Tag Archives: Ireland

(with) tongue in cheek

  The phrase (with) tongue in cheek means in an ironic, or insincere, way. The Scottish author Tobias Smollett (1721-71) used to thrust one’s tongue in one’s cheek to denote a sign of contempt in his picaresque novel The Adventures of Roderick Random (1748); the hero has just captured and handed over a highwayman and returns to the coach in which he is travelling: When I had […]

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heart of oak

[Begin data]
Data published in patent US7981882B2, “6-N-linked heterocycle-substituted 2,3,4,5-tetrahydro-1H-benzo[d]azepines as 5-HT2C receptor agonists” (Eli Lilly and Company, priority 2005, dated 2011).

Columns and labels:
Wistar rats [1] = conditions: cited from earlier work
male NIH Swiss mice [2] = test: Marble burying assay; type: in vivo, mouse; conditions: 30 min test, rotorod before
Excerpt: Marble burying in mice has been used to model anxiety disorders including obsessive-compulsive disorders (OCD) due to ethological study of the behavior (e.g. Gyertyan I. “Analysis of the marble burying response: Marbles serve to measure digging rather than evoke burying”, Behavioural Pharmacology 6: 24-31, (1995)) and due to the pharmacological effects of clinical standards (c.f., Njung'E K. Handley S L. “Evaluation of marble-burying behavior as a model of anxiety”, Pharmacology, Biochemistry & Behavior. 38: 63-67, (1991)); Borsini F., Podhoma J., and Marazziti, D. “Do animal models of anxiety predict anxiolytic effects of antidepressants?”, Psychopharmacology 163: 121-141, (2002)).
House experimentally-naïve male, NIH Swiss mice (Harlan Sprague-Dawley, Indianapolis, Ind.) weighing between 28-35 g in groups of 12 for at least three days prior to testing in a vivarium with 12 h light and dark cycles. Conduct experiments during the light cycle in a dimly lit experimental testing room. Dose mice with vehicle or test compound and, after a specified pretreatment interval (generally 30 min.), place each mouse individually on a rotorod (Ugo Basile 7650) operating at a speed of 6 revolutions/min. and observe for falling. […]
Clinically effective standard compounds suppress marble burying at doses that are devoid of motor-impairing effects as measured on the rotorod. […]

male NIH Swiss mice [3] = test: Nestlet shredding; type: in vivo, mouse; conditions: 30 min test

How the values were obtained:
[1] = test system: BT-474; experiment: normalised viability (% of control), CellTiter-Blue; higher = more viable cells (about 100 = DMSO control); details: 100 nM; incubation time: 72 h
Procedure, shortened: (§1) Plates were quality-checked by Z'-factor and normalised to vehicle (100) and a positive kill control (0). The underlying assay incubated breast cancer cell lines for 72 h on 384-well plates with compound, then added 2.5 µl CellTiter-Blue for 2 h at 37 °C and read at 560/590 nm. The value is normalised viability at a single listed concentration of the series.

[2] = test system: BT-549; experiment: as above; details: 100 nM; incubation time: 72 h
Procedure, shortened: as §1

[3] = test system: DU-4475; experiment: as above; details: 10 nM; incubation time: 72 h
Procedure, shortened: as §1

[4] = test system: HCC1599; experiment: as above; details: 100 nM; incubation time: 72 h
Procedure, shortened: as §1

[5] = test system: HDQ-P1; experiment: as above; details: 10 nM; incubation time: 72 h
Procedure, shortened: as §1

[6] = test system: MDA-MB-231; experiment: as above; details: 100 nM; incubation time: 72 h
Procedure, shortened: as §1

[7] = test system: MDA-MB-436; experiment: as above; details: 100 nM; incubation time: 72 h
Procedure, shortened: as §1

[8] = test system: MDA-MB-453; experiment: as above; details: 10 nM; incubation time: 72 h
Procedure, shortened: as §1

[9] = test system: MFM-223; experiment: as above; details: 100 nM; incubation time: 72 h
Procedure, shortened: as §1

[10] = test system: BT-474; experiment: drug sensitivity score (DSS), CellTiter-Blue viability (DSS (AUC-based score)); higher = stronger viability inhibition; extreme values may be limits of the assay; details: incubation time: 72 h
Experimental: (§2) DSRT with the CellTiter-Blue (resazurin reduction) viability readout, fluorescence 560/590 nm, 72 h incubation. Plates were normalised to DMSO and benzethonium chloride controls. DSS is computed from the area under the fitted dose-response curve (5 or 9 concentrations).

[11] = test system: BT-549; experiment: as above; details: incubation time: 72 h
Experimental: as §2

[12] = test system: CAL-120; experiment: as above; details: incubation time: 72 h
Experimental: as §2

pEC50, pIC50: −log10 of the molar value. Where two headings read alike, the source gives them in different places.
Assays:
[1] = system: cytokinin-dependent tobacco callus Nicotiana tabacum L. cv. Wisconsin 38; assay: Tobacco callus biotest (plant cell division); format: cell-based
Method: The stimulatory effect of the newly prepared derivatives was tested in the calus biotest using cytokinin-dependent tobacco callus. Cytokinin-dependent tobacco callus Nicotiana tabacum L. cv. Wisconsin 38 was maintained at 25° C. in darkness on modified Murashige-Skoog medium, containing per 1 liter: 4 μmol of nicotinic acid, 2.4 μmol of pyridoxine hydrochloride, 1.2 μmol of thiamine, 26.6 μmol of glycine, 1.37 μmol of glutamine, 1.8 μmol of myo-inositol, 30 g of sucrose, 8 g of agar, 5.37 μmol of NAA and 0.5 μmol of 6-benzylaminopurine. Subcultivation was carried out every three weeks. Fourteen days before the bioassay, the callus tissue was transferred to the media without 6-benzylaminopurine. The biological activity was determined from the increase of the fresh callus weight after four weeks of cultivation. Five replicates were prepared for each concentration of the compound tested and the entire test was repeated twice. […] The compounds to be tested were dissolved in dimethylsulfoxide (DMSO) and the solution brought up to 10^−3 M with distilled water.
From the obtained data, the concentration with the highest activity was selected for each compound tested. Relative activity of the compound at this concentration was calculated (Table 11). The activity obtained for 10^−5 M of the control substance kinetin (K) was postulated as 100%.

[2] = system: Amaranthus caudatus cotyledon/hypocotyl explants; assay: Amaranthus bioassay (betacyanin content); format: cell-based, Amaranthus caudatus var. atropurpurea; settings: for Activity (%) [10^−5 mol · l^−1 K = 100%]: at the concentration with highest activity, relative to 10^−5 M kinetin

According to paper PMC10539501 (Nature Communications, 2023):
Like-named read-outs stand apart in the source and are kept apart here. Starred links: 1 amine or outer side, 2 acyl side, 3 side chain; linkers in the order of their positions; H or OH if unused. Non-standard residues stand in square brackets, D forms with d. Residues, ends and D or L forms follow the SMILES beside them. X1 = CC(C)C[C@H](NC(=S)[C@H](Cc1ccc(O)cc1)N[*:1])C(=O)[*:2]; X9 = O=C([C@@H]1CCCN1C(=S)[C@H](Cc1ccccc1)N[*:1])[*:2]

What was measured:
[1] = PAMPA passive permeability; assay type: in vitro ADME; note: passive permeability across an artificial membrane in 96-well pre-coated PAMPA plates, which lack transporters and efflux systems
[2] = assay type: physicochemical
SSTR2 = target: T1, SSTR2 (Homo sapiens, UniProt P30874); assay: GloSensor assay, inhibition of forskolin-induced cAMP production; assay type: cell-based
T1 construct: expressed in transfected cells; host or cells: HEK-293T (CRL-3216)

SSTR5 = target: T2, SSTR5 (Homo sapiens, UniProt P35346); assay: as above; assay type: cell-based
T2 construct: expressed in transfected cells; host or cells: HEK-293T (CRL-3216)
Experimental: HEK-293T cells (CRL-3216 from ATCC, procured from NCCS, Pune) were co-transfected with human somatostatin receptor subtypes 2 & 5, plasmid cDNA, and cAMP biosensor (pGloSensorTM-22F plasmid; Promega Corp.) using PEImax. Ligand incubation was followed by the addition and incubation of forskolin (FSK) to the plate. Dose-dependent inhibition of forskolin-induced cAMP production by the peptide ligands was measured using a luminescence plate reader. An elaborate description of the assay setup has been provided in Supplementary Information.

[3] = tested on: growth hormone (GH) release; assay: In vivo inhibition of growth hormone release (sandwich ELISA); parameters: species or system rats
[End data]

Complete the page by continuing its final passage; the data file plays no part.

heart of oak

  A New Song, sung by Mr. Champness in Harlequin’s Invasion from The Universal Magazine of Knowledge and Pleasure – March 1760     The phrase heart of oak denotes a person with a strong, courageous nature, especially a brave and loyal soldier or sailor, and a courageous or valorous spirit. Its literal meaning is […]

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